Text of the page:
With 2019 now firmly behind us, it's time
to take a closer look at the decade that was. In order to put the current
property market into some perspective, and see why some areas are moving much
faster than others, it's important to analyse the biggest movers and shakers
over the past 10 years. Using data from realestate.com.au, let's take a look at
the top growth suburbs across Australia over the last decade.
Some suburban markets in Sydney and
Melbourne have exploded over the last 10 years, as have certain rural areas
such as Byron Bay. While most significant growth areas are located in
inner-city neighbourhoods, there are examples of solid growth across the country
in a number of diverse locations. The data collected is based on a change in
median price over 10 years, which is calculated as the percentage difference
between the median sale price in a 12 month period.
North Melbourne led the way for growth in Australia
over the decade, with a massive increase of 240% recorded. Located just 2.5 km
from the Melbourne CBD, the median price in North Melbourne grew from $348,000
to $1.2 million between 2009 and 2019. Cabramatta led the way in NSW, from
$360,000 to $820,000 over the decade, or a rise of 128%. The trendy areas of
Melbourne's inner-north also saw tremendous growth over the decade, as did
Newtown, Petersham, and Bondi Junction in Sydney just to name a few.
While most of the top growth spots were in
NSW or Victoria, somewhat surprisingly, Rosebury in the Northern Territory was
the next best performing location by state at $238,000 to $500,000, or 110%.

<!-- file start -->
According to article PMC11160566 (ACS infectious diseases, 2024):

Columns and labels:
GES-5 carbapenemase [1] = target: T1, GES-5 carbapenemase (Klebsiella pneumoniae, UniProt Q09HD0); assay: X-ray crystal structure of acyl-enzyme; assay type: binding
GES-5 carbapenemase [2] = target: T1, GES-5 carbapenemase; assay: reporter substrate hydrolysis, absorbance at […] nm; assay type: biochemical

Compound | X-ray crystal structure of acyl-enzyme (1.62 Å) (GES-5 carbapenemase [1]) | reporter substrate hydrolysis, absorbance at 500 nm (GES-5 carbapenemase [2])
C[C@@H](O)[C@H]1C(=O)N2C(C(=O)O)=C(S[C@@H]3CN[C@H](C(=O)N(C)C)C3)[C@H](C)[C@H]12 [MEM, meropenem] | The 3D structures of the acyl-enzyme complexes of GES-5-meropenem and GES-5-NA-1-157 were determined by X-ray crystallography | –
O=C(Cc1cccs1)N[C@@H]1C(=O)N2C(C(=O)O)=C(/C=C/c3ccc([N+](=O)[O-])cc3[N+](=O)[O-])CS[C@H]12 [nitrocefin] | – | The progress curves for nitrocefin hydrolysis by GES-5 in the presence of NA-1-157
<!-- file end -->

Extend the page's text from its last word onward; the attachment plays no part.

The next highest growth suburb by state was Kingston Beach in Tasmania at 81%,
Paddington in Queensland at 72%, Campbell in the ACT at 70%, Somerton Park in
SA at 68%, and Trigg in WA at 34%. As you can see, there is still a two-speed
market in Australia at the top of the table, or even a three-speed market if
you consider the weak results in Western Australia.
According to Nerida Conisbee, chief
economist at realestate.com.au, there has been significant changes across
Australia over the past decade: “The most exciting one was seeing western
Melbourne take off – that was great... I’ve been away from Melbourne for nearly
five years and it’s really dramatic how more working class suburbs like
Sunshine have now become popular suburbs for younger people, and as a result,
we are starting to see early signs of gentrification."
Not all of the growth has been restricted
to trendy neighbourhoods in big cities, with some regional towns also seeing
some action. “Many regional areas have also taken off – places like Geelong,
Ballarat, Bendigo, and Hobart, we have seen huge amounts of change over the
years." said Consibee, adding "Northern New South Wales and southern
Gold Coast have also seen a very high increase in levels of demand.” While
forecasting growth over the next decade is certainly not easy, Consibee
recommends looking "for the suburbs switching from elderly people to young
people, at least for capital cities."